Welcome to This Date in Aviation History, getting of you caught up on milestones, important historical events and people in aviation from January 15 through January 17.
January 15, 2009 – US Airways Flight 1549 ditches in the Hudson River after bird strikes cripple both engines. The world’s airways can be a crowded place, and when airplanes take to the skies pilots must not only watch out for other aircraft. Planes have to share the skies with the birds who were there first, and bird strikes are a constant danger to aircraft—and birds, it must be said. Bird strikes can cause significant and often expensive damage, though it is rare that a bird strike will bring down a jetliner, in large part because modern jet engines are designed and tested to withstand the ingestion of birds. But rare doesn’t mean never, as the passengers and crew of US Airways Flight 1549 found out.
Flight 1549 was a regularly scheduled flight from New York’s LaGuardia Airport to Charlotte, North Carolina. At the controls of the Airbus A320 (N106US) that day were Captain Chesley “Sully” Sullenberger and First Officer Jeffrey Skiles, along with three flight attendants and 150 passengers. While climbing out of LaGuardia roughly three minutes after takeoff, the Airbus flew through a flock of large Canada geese and both engines abruptly lost power as the airliner passed near the George Washington Bridge over the Hudson River. Skiles was flying the Airbus when it struck the birds at approximately 2,800 feet, and Sullenberger took over the controls while Skiles started the emergency checklist for restarting the engines. Their immediate need was to find a place to land safely, as they quickly lost both altitude and airspeed.
Once alerted to the emergency, ground controllers held all traffic and suggested that the crew return to LaGuardia. Sullenberger quickly assessed the situation and realized that they would never make it back, so he suggested Teterboro Airport in New Jersey. But Teterboro was too far away. Seeing a water ditching as their only hope, Sullenberger calmly told controllers, “We can’t do it. We’re going to be in the Hudson.” As the stricken airliner passed less then 900 feet above the George Washington Bridge, Sullenberger told the passengers to brace for impact and then gently set the A320 down on the surface of the Hudson River off Midtown Manhattan. From bird strike to landing, only three minutes had elapsed.
Despite large holes ripped in the fuselage on impact, the Airbus remained afloat, drifting slowly downstream with the current. Passengers escaped through the overwing emergency exits and waited calmly on the wings for rescue. At the front of the aircraft, other passengers filled exit slides that acted as life rafts when inflated. Ferry boats and other civilian watercraft responded immediately to the ditching, and the first rescue boats arrived four minutes after the plane touched down. Ultimately, all 155 passengers and crew were rescued. Only five were treated for significant injuries, while a few others were treated for hypothermia.
The NTSB investigation determined the probable cause of the accident to be “the ingestion of large birds into each engine, which resulted in an almost total loss of thrust in both engines.” But the report also cited a number of factors that led to the best possible outcome for the plane and its passengers. The flight crew benefited from excellent visibility, and numerous boats on the busy river aided in the swift rescue of passengers. The Airbus also had more safety gear on board than regulations require, and the entire crew exercised excellent crew resource management during the emergency. For their actions, the entire crew received the Master’s Medal of the Guild of Air Pilots and Air Navigators, and NTSB member Kitty Higgins described the landing as “the most successful ditching in aviation history.” The A320 was recovered from the Hudson River and resided in the Carolinas Aviation Museum in Charlotte, North Carolia before the museum’s closure. The museum is currently looking for a new location to house its collection and hopes to reopen in 2022.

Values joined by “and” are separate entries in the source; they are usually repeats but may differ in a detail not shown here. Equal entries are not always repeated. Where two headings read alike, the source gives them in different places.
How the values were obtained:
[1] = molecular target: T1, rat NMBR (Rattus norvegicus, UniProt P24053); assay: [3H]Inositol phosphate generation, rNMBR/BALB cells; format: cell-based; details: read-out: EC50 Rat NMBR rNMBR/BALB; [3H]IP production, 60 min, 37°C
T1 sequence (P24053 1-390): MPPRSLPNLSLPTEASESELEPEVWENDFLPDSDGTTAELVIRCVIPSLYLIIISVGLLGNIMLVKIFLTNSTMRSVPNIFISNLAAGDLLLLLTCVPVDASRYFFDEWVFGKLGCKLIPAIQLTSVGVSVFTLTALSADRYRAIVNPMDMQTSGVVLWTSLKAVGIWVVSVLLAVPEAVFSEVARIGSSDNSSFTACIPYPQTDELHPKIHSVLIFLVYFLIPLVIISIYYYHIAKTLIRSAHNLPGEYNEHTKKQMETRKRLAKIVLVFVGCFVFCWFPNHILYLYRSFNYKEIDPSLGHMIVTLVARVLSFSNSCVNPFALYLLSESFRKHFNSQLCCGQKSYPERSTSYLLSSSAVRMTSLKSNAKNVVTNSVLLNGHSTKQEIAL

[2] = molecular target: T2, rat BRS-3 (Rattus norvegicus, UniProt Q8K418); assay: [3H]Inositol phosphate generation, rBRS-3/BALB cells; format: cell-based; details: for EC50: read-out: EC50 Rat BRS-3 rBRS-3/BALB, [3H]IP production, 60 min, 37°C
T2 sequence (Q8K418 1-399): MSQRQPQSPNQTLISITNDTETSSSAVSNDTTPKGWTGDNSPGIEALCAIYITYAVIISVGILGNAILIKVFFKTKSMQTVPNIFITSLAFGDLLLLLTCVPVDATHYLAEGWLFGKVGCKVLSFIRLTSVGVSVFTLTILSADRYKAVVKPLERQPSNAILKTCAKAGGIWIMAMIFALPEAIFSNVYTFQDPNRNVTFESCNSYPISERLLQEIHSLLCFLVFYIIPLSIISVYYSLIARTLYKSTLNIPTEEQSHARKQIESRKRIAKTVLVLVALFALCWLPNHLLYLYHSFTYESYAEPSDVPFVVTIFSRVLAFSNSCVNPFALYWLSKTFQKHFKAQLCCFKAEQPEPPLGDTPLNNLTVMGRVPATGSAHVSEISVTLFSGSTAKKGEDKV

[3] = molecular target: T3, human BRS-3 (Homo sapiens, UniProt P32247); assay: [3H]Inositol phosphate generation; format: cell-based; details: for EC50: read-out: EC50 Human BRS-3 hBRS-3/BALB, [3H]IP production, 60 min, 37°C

January 17, 1991 – Operation Desert Storm begins with a massive air campaign against Iraqi forces in Kuwait and Iraq. It’s difficult to know what Iraqi president Saddam Hussein was thinking when he invaded the tiny nation of Kuwait on Iraq’s southern border on August 2, 1990. Some point to a dispute over slant drilling, with Hussein accusing the Kuwaitis of drilling underneath Iraqi soil from the Kuwaiti side of the border. Others suggest that Hussein was trying to gain riches from Kuwait to offset the huge debt incurred by the Iraqi government following a protracted war with Iran. Or perhaps it was simply hubris on the part of a ruthless dictator. Regardless, the invasion brought swift condemnation from many of the world’s major powers. One day after the invasion, the United Nations passed Resolution 660 calling for the immediate withdrawal of Iraqi troops. When negotiations failed, a coalition of nations led by the United States decided to liberate Kuwait militarily, launching a two-part operation that began with Operation Desert Shield, a massive air assault against Iraqi ground positions. Desert Shield was followed by Operation Desert Storm, when ground forces moved into Kuwait and Iraq.
The air assault began at 2:10 am on the morning of January 17, when Task Force Normandy, a flight of eight Boeing AH-64 Apache attack helicopters led by two Sikorsky MH-53 Pave Low helicopters, destroyed radar sites on the Iraqi border that would have alerted the Iraqi defenses of an impending attack. This was followed with sorties against airfields, radar installations, and Iraqi command and control centers as far north as Baghdad. Tomahawk cruise missiles were fired at the Iraqi capital from ships of the US Navy, and Boeing B-52G Stratofortresses flew all the way from Louisiana to drop their bombs on Iraqi targets.